Microsoft Delays Yukon and Whidbey until 2005

Yesterday, in a stunning move that will likely have ramifications for the next Windows version (code-named Longhorn), Microsoft delayed the next versions of SQL Server (code-named Yukon) and Visual Studio .NET (code-named Whidbey) from late 2004 until the first half of 2005.

Both products have been in beta since last fall, and Microsoft issued early releases of both to Microsoft Professional Developers Conference

(PDC) 2003 attendees in October.

"Microsoft made the decision to delay the delivery of these products to ensure that they meet the high-quality requirements of our customers," a Microsoft representative told me yesterday. "We are still on track to deliver SQL Server Yukon beta 2 and Visual Studio [.NET] Whidbey beta 1 in the coming months."

Yukon and Whidbey comprise the Yukon wave of products that Microsoft says it will ship before the Longhorn wave, which will include new versions of Microsoft Office, MSN, Visual Studio .NET, Windows, Windows Server, and other products. If Microsoft delays the Yukon products until 2005, Longhorn probably won't ship until the first half of 2006 at the earliest.

Microsoft Releases March Security Updates

Yesterday, the Microsoft Security Response Center (MSRC) issued three new security bulletins, none of which is rated critical. One bulletin is rated important; the other two have moderate ratings. The bulletins highlight security flaws in Windows Media Services, Microsoft Office XP, and MSN Messenger, the company noted.

The Office security flaw is the only vulnerability that could let malicious attackers run unwanted code on users' systems. The flaw affects systems running Office XP Service Pack 2 (SP2) and Microsoft Outlook 2002 SP2.

The moderate security flaw for MSN Messenger 6.1 and MSN Messenger 6.0 could let attackers view--but not change or download--files on the victim's computer. Microsoft will fix the flaw in an upcoming version of the Instant Messaging (IM) application the company plans to issue.

The moderate security flaw in Windows Media Services, which affects Windows 2000 SP4, SP3, and SP2, could let attackers send fake streaming-media requests that could shut down the service. That situation would be, in effect, a Denial of Service (DoS) attack.

Microsoft switched to a monthly security-update release schedule last fall. "Microsoft is committed to helping customers keep their information safe, and releasing security bulletins on a regular, monthly schedule makes security response more predictable and easier for customers to manage," a company representative told me. You can download the patches that fix this month's security flaws from the Microsoft Web site.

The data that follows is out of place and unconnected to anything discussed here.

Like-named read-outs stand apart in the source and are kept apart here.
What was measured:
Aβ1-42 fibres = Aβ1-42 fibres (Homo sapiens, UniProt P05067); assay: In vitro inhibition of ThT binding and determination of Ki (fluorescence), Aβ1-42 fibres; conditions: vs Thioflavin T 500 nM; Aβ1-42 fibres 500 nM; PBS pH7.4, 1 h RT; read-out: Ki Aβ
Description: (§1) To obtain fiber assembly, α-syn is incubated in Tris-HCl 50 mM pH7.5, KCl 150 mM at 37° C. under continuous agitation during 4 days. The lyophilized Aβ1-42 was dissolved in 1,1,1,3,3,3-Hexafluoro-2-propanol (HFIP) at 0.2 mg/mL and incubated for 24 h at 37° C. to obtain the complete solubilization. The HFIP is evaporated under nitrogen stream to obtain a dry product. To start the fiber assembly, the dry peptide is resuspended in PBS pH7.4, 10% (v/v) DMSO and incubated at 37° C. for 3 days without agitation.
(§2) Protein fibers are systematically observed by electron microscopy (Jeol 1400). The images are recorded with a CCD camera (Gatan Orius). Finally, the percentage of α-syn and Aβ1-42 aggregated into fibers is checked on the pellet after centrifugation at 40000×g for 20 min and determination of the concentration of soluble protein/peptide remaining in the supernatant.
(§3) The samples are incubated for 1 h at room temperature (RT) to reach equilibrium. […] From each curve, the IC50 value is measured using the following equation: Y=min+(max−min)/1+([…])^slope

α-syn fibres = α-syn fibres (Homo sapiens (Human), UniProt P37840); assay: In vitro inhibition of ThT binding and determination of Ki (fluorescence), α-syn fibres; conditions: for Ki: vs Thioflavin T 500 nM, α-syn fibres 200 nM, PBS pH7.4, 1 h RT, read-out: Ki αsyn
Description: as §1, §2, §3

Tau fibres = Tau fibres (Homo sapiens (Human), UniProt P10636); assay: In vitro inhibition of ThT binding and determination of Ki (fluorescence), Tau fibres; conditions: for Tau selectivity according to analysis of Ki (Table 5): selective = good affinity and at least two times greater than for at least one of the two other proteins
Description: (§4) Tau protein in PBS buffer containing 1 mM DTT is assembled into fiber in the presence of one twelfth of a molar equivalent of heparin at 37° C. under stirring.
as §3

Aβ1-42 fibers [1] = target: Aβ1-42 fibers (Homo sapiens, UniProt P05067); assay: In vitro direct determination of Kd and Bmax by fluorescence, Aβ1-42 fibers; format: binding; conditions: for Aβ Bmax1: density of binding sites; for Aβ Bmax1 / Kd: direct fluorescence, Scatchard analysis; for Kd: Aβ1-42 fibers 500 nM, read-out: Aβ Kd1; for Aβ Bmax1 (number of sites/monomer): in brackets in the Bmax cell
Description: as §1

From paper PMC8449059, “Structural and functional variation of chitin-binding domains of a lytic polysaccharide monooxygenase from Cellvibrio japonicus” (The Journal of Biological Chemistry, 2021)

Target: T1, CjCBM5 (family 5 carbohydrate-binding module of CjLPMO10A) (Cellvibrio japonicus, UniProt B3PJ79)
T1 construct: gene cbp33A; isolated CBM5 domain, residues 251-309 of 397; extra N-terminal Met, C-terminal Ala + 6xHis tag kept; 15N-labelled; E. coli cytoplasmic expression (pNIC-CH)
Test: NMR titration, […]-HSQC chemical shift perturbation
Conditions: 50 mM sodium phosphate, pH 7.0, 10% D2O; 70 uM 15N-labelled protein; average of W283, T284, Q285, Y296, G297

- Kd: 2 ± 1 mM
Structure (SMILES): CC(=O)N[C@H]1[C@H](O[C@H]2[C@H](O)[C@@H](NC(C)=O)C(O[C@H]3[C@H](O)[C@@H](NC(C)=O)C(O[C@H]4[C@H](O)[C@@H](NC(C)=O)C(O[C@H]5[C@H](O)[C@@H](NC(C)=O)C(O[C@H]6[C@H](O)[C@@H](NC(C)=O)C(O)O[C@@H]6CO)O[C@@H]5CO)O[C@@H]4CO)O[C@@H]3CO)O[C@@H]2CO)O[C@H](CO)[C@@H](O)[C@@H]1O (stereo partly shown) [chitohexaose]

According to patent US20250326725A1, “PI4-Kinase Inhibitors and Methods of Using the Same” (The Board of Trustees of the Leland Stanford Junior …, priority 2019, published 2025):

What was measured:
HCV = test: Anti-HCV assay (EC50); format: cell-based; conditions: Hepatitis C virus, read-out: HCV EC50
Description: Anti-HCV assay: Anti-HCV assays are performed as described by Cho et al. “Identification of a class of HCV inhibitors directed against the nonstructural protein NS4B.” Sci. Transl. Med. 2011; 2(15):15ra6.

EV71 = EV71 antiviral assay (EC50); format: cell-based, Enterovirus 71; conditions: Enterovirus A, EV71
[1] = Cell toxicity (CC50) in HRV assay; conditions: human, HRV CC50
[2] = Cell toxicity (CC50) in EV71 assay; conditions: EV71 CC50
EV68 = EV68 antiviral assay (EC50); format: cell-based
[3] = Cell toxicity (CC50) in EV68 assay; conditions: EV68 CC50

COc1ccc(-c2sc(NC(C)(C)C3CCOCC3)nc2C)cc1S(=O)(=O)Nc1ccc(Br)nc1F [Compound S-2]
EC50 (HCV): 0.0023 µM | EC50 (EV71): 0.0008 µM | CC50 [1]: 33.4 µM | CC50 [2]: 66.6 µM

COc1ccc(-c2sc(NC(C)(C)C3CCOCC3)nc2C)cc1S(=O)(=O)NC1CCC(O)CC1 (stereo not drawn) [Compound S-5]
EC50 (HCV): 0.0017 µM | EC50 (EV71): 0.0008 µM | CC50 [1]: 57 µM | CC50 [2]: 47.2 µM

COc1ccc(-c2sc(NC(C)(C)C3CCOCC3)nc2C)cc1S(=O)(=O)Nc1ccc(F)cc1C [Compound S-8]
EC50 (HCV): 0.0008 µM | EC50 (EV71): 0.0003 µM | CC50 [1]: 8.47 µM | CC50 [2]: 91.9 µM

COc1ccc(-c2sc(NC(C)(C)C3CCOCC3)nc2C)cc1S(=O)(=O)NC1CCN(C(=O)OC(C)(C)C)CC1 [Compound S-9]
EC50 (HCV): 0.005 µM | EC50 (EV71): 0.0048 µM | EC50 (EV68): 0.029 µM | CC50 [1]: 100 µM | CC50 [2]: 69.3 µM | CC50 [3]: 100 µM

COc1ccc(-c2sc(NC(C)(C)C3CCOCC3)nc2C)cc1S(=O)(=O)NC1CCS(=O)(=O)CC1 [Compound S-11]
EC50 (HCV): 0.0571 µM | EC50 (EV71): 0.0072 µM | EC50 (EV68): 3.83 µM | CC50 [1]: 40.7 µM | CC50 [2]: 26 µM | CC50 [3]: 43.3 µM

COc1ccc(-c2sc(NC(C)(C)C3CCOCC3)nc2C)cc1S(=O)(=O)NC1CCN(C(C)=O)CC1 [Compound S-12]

http://www.microsoft.com/technet/security/current.aspx

From Boston

My first post from Boston. Got my machine setup, installed NewsGator and I'm ready to do some posting baby!

Ashan and I have got a lovely, big apartment at Harbor Towers (check out the pics at the site). I'll be posting a lot of pics from Ashan's digital camera and more from mine as soon as I buy it.

Rationalize Away, Brother!

I saw this on Green Hat Journal:

Eric Raymond lambasted open-source hackers for their pathetic user-interfaces: "This kind of fecklessness [in UI design] is endemic in open-source land. And it's what's keeping Microsoft in business — because by Goddess, they may write crappy insecure overpriced shoddy software, but on this one issue their half-assed semi-competent best is an order of magnitude better than we usually manage."

One thing we (Microsoft) have on them (Eric Raymond and friends) is that we write software people actually buy. Hell, in their case they find it hard to give it away.

I wonder how does the Mac fit into Eric's rationalization. It can't be the UI...


[Y. B. Normal]

Windows XP … Reloaded

Despite Microsoft's repeated denials, the company will indeed release an interim version of Windows XP that will bridge the gap between the initial XP release and Windows Longhorn, which is currently due in late 2005 at the earliest. The interim XP version will ship as a new retail product that replaces existing retail boxed copies of XP and as a set of updates, called XP Reloaded, that existing XP users can install separately. According to sources I contacted this morning, XP Reloaded will include all the features from XP Service Pack 2 (SP2), which is due by midyear, as well as a host of other unique features, including Windows Media Player (WMP) 10.

Other details about XP Reloaded are unknown at this time, although the update kit apparently will include a Web-based installer application that will let users choose optional features. Reports about an XP version 2 release first cropped up more than a year ago, but Microsoft officials repeatedly denied that the company planned to issue such a release. In early 2004, when the company revealed the new security features that XP SP2 will include, the rumors resurfaced. But the XP Reloaded OS refresh will clearly include a lot more than security updates, possibly in a bid to revive consumer excitement about XP while Microsoft preps the ever-delayed Longhorn release. [WinInfo]

Radio Lovers

Listed to old time radio shows for free.

These guys offer hundreds of vintage radio shows for you to listen to online in mp3 format, all for free. Before the days of video games, shopping malls, MTV, and the Internet, families used to sit in their living room each night to listen to radio shows such as Abbott and Costello, Superman, Groucho Marx, The Avenger, Gunsmoke, Sherlock Homes, and many others. When TV become popular in the 1950's, most of these shows went off the air, but they now live on at websites such as this one and on weekly nostalgia radio broadcasts worldwide.

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